Friday, November 11, 2016

Benno Moiseiwitsch Plays Beethoven

These are fascinating and somewhat idiosyncratic recordings, both made by HMV. My colleague, Jonathan Woolf, hit the nail squarely on the head, I think, in describing Moiseiwitsch’s approach as "elegant and poetic… [and] one that’s not devoid of drama but that subsumes it more to a lyric curve."
I must say it took me a while to adjust to Moiseiwitsch’s way with these works and even now I still feel that though the first movement of the Third concerto is efficiently played it’s not projected particularly distinctively, either by soloist or conductor. In his booklet note Jonathan Summers quotes a rather damning verdict on the recording, delivered when it was first issued, by the distinguished critic Andrew Porter. Porter described the interpretation as "shallow" and singled out Sargent’s accompaniment for particular criticism. I’m not sure I’d go all the way with Mr. Porter but the reading of the first movement is not especially memorable and I don’t believe it’s as searching or satisfying as Solomon’s 1944 traversal with Boult. Moiseiwitsch uses the cadenza by Carl Reinecke, which is interesting to hear for a change though, pace Mr. Summers, the pianism sounds a bit splashy hereabouts.
I enjoyed the slow movement much more. Moiseiwitsch’s tone is limpid and beautifully even at the start and, in fact, this sets the tone for the whole movement. Moiseiwitsch plays much of it as though it were a nocturne. Here his poetic vein is heard to best advantage. The "Rondo" finale is enjoyable but it just seems to lack that indefinable "something". The best way I can describe it is to say that it comes across as a trifle cool, though the concluding presto (track 3, from 7’37") is done with spirit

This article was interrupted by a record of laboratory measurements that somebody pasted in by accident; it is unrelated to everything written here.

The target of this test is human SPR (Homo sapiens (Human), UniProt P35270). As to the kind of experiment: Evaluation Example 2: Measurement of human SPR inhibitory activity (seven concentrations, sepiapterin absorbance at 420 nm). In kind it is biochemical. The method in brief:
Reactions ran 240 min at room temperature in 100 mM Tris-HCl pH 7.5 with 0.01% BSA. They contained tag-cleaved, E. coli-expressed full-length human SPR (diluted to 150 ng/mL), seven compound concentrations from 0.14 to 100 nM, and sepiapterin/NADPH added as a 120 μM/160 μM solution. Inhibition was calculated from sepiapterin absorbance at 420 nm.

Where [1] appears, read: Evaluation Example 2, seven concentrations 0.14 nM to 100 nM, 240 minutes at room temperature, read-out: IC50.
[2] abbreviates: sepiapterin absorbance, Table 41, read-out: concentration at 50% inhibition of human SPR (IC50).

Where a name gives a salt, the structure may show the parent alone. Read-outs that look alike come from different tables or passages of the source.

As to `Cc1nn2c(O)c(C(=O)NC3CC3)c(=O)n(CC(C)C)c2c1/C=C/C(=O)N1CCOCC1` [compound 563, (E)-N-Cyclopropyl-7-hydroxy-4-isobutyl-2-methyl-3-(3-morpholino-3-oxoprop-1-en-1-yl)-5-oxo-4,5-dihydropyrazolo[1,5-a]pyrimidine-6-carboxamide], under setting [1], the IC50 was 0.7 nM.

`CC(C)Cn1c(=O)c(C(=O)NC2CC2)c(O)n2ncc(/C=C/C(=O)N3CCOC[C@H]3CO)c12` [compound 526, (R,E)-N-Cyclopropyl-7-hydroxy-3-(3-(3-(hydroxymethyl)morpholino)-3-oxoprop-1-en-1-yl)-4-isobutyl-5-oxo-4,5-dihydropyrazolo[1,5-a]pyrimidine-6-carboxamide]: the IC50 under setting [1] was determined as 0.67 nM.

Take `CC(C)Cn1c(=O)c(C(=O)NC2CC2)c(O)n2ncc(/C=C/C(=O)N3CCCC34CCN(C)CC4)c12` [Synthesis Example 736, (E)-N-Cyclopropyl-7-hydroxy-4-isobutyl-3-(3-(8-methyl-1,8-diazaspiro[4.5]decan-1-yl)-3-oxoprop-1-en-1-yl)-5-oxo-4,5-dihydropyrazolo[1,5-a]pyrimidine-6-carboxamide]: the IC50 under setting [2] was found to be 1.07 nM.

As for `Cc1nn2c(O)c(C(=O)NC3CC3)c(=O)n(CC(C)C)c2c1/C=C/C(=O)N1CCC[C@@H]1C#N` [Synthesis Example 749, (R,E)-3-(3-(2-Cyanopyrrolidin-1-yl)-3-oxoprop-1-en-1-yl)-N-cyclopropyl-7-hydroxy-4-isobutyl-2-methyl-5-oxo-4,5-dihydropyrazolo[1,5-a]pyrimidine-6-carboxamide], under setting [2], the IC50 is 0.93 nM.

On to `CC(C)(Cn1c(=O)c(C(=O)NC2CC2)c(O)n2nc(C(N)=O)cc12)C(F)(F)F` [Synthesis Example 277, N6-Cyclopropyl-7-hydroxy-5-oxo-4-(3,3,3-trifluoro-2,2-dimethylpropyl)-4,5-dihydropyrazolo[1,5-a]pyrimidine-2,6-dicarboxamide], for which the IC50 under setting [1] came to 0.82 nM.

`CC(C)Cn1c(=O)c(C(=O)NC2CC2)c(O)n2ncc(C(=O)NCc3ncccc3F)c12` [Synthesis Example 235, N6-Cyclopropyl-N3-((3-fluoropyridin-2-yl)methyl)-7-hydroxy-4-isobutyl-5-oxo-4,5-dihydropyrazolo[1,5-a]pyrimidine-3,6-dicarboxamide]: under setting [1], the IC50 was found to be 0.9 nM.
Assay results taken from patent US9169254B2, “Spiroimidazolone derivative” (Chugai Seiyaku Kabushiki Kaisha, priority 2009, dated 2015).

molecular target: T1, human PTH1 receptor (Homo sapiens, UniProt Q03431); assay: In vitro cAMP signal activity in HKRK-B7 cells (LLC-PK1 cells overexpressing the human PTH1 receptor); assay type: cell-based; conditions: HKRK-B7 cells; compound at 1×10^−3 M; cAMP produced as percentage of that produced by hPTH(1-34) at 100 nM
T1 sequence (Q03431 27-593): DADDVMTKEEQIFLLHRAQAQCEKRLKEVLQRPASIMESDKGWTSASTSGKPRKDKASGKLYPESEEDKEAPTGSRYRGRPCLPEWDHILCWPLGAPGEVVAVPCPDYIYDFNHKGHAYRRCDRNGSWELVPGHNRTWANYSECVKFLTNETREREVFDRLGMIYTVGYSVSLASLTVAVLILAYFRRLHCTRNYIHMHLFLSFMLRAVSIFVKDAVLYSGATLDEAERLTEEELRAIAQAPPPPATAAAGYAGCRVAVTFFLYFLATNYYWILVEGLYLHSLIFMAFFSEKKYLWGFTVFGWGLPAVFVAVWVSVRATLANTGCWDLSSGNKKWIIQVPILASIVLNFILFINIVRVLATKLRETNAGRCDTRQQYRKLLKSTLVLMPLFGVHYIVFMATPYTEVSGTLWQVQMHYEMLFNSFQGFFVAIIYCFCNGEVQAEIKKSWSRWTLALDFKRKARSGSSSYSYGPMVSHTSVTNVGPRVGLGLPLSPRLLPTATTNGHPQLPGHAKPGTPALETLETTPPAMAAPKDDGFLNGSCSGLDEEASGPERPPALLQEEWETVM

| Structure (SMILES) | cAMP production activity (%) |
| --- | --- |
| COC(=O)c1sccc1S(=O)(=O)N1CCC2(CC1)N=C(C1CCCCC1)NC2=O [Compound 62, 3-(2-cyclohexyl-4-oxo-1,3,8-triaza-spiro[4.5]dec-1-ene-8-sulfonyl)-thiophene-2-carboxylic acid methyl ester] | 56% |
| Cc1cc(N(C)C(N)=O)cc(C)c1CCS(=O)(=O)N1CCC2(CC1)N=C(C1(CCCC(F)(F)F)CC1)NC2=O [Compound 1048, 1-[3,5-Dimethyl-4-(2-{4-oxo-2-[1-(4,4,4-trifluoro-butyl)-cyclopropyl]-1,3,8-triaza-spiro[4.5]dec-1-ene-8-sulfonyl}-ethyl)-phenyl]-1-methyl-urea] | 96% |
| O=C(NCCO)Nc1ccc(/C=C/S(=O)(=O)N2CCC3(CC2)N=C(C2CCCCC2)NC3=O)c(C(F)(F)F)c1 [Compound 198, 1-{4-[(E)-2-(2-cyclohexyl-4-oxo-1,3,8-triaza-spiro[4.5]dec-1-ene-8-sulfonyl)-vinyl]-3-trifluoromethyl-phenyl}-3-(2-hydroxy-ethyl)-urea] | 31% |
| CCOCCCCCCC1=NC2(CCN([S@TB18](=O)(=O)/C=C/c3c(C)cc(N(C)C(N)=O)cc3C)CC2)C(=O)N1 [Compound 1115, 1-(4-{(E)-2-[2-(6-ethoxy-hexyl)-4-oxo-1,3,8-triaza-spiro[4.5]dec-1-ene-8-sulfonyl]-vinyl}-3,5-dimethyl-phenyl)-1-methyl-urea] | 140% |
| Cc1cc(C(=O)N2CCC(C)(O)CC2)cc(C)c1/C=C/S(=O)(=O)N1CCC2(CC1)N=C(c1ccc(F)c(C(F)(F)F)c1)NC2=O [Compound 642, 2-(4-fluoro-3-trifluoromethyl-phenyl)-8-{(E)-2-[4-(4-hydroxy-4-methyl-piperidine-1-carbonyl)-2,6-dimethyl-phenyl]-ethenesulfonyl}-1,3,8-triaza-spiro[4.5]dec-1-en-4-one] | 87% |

To my ears the earlier partnership with Szell works quite well. I can’t agree with Jonathan Summers’ view that Szell "conducts in his usual fashion of the martinet." The orchestral exposition is laid out with purpose and bite, as befits the music. When Moiseiwitsch joins the argument it’s true that he displays a more lyrical disposition but I don’t feel that his conception jars with that of Szell. This isn’t by any means a barnstorming performance of the movement and those that seek leonine strength in the music should probably look elsewhere. However, there’s much to admire. In particular there are some lovely touches by the soloist. For example there’s a passage in the first movement (track 4, 5’49" – 6’30") where Moiseiwitsch makes the music sound very withdrawn thanks to some delicate playing. Indeed, at this point the thread of tone sometimes fades away almost too much.
The second movement is hushed and inward. Moiseiwitsch gives a musing performance of subtlety and beauty. The transition to the finale is poetically done and that movement opens with lithe vigour. The reading of the finale as a whole is light and a bit puckish. Szell is an attentive and alert accompanist here and throughout the concerto.
In summary I would not prefer these performances to, say, Solomon in either work (No.3 with Boult in 1944 and N° 5 with Herbert Menges in 1955, both for EMI.) Nor among other historic accounts is my allegiance to Gilels’ 1957 reading of N° 5 (with Leopold Ludwig, originally on EMI, now on Testament) shaken. However, these Moiseiwitsch performances have their own strengths and insights and it’s good to have them restored to wide circulation.
The transfers for Naxos are by Ward Marston. The source for the recording of N°3 was the original HMV tape (the recording itself was issued on 78’s by HMV). The sound is clear and has transferred well. For N° 5 he has used a set of American Victor 78s and these transfers also sounded well on my equipment though for optimum clarity this older recording should be replayed at a higher level than is required for N° 3.